Even if Republicans succeed only in fighting Democrats to a draw on Medicare—and I think they can do a lot better than that—the bad economy decides the election in the GOP's favor. But if Republicans cede the Medicare issue (and, implicitly, Obamacare itself), they are skating on thin ice.
It's also a mistake to chastise the president for refusing to float his own plan to save Medicare. That is a concession to Obama's strategy of pretending that IPAB won't have to ration care if a bunch of (imaginary) Medicare efficiencies work out. Obama and the Democrats already do have a plan for Medicare. It's called IPAB. Spell out the rationing IPAB will inevitably undertake, puncture Obama's attempts to disguise his plan, and illuminate the path from IPAB to single payer. The Tea Party won the Obamacare debate by telling the public the truth about plans the Democrats refused to avow. The GOP needs to keep to that strategy now.
The constitutional issues also need to be brought to the forefront in any attack on IPAB. So far, the GOP has been all but silent on this issue, although it has tremendous political potential. Just laying out the extraconstitutional character of IPAB is enough to scare most Americans. George Will's latest column calls IPAB “a travesty of constitutional lawmaking.” Maybe we need an ad showing grandma clutching a copy of the Constitution as IPAB's bureaucrats collectively wheel her off a cliff. The Goldwater Institute's constitutional challenge to IPAB also needs to be highlighted.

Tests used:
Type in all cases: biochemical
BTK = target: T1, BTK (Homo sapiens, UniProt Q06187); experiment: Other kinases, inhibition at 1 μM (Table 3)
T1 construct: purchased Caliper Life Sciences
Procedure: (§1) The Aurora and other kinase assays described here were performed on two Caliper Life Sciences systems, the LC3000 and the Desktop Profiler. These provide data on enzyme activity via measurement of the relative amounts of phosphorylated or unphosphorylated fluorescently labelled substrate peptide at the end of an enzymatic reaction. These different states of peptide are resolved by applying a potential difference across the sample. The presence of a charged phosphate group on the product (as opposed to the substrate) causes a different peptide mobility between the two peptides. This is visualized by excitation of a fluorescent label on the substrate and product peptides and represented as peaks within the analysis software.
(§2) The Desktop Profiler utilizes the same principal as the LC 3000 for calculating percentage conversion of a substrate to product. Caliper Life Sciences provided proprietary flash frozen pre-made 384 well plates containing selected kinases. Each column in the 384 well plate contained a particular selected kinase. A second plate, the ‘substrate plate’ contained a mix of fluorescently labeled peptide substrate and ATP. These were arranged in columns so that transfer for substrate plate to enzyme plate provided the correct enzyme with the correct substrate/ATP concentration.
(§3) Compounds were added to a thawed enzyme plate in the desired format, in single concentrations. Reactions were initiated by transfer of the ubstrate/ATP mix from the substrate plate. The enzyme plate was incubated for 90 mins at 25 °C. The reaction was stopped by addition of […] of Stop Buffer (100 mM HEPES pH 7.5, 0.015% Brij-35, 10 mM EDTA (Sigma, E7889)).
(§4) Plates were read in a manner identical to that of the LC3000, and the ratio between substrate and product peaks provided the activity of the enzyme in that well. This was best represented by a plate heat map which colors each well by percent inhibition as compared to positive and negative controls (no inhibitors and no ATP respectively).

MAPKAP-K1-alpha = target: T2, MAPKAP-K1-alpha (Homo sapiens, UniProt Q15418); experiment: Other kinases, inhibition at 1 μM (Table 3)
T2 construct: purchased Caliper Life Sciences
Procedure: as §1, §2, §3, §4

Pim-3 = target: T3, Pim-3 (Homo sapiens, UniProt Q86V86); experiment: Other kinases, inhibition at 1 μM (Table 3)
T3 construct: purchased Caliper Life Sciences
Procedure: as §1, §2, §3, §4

I'm emphasizing IPAB because Republicans are shying away from that battle, but Krauthammer's broader point still holds. We need to show that Obama's economic failures are rooted in his overreaching leftist plans. Irwin Stelzer has an excellent piece showing in some detail how Obama's tax and regulatory policies are at the root of the economy's current troubles. For example, the National Labor Relations Board's attempt to block Boeing from opening a plant in South Carolina is one of the most radical attacks on economic freedom we've seen in some time. And as Stelzer points out, the NLRB's move also sends out a business-killing signal sure to help smother the recovery. That's one of many examples of how Obama's leftism is at the root of his economic failure.
So there's no need to choose between highlighting Obama's leftist ideology and emphasizing his failing stewardship of the economy. It's the president's leftism that's killing off our jobs. Nor is there a need to run from the Medicare battle. On the contrary, Republicans need to demonstrate that Obama's socialist Medicare rationing plans are going to kill off our constitutional liberties, not to mention granny herself. In short, Obama's “out-of-touch social-democratic ideology” is at the root of our present and future troubles, and the American people are perfectly capable of grasping that point. A great many of them already get it. It's time to stop hand-wringing and go on offense.
Stanley Kurtz is a senior fellow at the Ethics and Public Policy Center, and the author ofRadical-in-Chief.